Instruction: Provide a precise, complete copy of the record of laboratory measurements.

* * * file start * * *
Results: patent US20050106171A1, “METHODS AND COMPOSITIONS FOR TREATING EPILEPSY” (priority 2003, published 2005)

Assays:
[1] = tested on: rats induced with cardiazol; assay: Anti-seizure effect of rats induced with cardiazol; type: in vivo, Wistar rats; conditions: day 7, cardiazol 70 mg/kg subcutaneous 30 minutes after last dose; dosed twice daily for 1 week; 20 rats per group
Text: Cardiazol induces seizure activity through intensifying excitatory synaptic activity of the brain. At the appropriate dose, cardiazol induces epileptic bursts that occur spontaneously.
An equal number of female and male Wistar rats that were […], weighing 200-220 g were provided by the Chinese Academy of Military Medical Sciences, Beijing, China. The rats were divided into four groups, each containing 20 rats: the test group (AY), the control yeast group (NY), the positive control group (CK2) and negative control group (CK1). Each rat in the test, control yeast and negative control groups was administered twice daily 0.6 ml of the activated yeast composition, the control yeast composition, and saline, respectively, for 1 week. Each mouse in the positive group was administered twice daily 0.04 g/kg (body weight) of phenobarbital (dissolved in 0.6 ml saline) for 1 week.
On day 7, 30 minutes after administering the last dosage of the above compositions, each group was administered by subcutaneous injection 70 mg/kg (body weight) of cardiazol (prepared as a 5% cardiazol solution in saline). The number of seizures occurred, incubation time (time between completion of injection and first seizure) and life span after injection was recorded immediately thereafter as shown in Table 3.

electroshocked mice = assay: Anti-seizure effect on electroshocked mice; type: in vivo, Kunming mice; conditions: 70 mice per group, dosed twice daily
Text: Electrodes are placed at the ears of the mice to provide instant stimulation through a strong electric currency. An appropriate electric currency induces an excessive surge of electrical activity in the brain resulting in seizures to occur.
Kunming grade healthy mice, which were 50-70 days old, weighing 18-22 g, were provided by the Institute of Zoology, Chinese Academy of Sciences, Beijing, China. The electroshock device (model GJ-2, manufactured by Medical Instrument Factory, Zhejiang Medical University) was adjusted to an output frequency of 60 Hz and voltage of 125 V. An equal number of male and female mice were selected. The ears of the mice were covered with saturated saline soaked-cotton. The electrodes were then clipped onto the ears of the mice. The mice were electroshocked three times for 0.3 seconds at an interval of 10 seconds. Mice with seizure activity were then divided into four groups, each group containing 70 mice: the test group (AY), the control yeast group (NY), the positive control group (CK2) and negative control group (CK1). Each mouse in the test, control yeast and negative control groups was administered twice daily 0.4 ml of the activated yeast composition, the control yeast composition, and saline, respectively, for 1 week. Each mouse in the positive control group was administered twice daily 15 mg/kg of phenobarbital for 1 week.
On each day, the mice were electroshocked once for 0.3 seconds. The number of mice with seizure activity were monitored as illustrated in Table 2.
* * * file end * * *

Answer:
Results: patent US20050106171A1, “METHODS AND COMPOSITIONS FOR TREATING EPILEPSY” (priority 2003, published 2005)

Assays:
[1] = tested on: rats induced with cardiazol; assay: Anti-seizure effect of rats induced with cardiazol; type: in vivo, Wistar rats; conditions: day 7, cardiazol 70 mg/kg subcutaneous 30 minutes after last dose; dosed twice daily for 1 week; 20 rats per group
Text: Cardiazol induces seizure activity through intensifying excitatory synaptic activity of the brain. At the appropriate dose, cardiazol induces epileptic bursts that occur spontaneously.
An equal number of female and male Wistar rats that were […], weighing 200-220 g were provided by the Chinese Academy of Military Medical Sciences, Beijing, China. The rats were divided into four groups, each containing 20 rats: the test group (AY), the control yeast group (NY), the positive control group (CK2) and negative control group (CK1). Each rat in the test, control yeast and negative control groups was administered twice daily 0.6 ml of the activated yeast composition, the control yeast composition, and saline, respectively, for 1 week. Each mouse in the positive group was administered twice daily 0.04 g/kg (body weight) of phenobarbital (dissolved in 0.6 ml saline) for 1 week.
On day 7, 30 minutes after administering the last dosage of the above compositions, each group was administered by subcutaneous injection 70 mg/kg (body weight) of cardiazol (prepared as a 5% cardiazol solution in saline). The number of seizures occurred, incubation time (time between completion of injection and first seizure) and life span after injection was recorded immediately thereafter as shown in Table 3.

electroshocked mice = assay: Anti-seizure effect on electroshocked mice; type: in vivo, Kunming mice; conditions: 70 mice per group, dosed twice daily
Text: Electrodes are placed at the ears of the mice to provide instant stimulation through a strong electric currency. An appropriate electric currency induces an excessive surge of electrical activity in the brain resulting in seizures to occur.
Kunming grade healthy mice, which were 50-70 days old, weighing 18-22 g, were provided by the Institute of Zoology, Chinese Academy of Sciences, Beijing, China. The electroshock device (model GJ-2, manufactured by Medical Instrument Factory, Zhejiang Medical University) was adjusted to an output frequency of 60 Hz and voltage of 125 V. An equal number of male and female mice were selected. The ears of the mice were covered with saturated saline soaked-cotton. The electrodes were then clipped onto the ears of the mice. The mice were electroshocked three times for 0.3 seconds at an interval of 10 seconds. Mice with seizure activity were then divided into four groups, each group containing 70 mice: the test group (AY), the control yeast group (NY), the positive control group (CK2) and negative control group (CK1). Each mouse in the test, control yeast and negative control groups was administered twice daily 0.4 ml of the activated yeast composition, the control yeast composition, and saline, respectively, for 1 week. Each mouse in the positive control group was administered twice daily 15 mg/kg of phenobarbital for 1 week.
On each day, the mice were electroshocked once for 0.3 seconds. The number of mice with seizure activity were monitored as illustrated in Table 2.